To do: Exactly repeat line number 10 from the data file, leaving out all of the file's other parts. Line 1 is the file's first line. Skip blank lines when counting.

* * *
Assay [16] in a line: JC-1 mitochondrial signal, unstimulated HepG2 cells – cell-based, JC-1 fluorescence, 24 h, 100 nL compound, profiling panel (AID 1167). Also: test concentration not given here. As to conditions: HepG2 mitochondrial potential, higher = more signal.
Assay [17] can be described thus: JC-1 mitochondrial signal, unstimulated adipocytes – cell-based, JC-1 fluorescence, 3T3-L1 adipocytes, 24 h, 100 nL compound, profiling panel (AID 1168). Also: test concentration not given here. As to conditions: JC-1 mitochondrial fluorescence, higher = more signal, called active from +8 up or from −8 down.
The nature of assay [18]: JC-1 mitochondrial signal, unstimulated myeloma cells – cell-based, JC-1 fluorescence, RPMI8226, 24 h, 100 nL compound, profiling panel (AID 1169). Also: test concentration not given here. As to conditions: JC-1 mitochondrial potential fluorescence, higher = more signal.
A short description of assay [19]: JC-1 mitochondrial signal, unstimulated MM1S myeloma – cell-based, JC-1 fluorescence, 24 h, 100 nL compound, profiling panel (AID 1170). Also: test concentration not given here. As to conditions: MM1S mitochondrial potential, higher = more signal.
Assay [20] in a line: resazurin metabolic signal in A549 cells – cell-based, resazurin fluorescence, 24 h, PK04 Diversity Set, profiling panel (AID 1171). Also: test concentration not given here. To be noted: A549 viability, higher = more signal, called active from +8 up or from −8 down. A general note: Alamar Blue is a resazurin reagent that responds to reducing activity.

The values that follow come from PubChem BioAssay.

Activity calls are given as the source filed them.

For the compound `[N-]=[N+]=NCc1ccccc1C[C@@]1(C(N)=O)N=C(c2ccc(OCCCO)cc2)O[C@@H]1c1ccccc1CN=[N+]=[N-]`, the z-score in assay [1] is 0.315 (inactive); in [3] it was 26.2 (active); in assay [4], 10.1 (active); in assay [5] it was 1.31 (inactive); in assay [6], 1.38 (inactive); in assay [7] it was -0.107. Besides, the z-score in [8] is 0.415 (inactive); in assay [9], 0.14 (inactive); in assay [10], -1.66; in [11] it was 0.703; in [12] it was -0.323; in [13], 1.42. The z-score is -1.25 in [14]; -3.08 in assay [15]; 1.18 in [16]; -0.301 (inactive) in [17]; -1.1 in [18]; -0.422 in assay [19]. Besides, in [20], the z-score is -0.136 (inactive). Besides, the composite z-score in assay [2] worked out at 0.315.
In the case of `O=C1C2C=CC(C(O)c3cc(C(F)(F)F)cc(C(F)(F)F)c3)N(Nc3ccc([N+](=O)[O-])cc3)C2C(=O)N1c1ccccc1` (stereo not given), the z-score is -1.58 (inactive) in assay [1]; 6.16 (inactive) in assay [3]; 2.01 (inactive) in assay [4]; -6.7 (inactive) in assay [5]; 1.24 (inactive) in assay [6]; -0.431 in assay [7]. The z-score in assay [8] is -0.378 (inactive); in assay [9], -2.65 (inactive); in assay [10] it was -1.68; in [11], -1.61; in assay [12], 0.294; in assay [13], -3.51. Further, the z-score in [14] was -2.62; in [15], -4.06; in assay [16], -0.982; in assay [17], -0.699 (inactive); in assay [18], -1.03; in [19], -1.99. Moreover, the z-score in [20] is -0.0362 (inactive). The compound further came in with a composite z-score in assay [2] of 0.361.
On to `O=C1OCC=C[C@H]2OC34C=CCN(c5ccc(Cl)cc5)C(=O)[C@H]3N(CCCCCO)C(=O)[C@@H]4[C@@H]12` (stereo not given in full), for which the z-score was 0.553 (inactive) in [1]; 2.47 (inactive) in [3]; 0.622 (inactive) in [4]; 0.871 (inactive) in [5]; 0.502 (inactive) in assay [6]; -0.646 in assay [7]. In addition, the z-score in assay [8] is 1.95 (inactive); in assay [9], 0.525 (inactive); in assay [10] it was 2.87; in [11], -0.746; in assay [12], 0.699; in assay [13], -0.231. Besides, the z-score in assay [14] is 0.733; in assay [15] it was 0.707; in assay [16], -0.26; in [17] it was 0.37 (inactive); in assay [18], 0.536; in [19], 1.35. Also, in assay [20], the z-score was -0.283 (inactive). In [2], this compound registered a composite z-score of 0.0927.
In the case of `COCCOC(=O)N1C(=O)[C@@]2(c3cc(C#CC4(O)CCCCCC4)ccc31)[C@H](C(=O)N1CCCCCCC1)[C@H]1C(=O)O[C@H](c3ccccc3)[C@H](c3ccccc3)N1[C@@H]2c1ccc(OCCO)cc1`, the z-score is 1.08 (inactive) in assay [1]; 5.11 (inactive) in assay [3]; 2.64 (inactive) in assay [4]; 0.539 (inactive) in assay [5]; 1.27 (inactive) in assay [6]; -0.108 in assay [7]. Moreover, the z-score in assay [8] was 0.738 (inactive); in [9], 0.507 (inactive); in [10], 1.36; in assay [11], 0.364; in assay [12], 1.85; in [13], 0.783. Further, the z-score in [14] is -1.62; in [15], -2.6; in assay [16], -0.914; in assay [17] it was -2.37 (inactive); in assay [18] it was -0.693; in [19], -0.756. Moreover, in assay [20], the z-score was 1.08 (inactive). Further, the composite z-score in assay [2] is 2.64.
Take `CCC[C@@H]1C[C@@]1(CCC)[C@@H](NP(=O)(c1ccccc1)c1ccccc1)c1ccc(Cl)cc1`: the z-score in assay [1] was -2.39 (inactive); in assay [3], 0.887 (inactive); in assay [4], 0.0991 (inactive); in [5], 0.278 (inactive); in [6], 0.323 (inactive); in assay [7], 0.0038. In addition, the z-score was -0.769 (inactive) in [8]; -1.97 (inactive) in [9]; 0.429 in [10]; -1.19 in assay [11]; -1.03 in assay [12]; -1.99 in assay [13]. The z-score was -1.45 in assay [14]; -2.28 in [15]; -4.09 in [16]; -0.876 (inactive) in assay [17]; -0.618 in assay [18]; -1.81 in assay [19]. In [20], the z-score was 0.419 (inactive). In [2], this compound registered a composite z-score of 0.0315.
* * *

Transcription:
On to `O=C1OCC=C[C@H]2OC34C=CCN(c5ccc(Cl)cc5)C(=O)[C@H]3N(CCCCCO)C(=O)[C@@H]4[C@@H]12` (stereo not given in full), for which the z-score was 0.553 (inactive) in [1]; 2.47 (inactive) in [3]; 0.622 (inactive) in [4]; 0.871 (inactive) in [5]; 0.502 (inactive) in assay [6]; -0.646 in assay [7]. In addition, the z-score in assay [8] is 1.95 (inactive); in assay [9], 0.525 (inactive); in assay [10] it was 2.87; in [11], -0.746; in assay [12], 0.699; in assay [13], -0.231. Besides, the z-score in assay [14] is 0.733; in assay [15] it was 0.707; in assay [16], -0.26; in [17] it was 0.37 (inactive); in assay [18], 0.536; in [19], 1.35. Also, in assay [20], the z-score was -0.283 (inactive). In [2], this compound registered a composite z-score of 0.0927.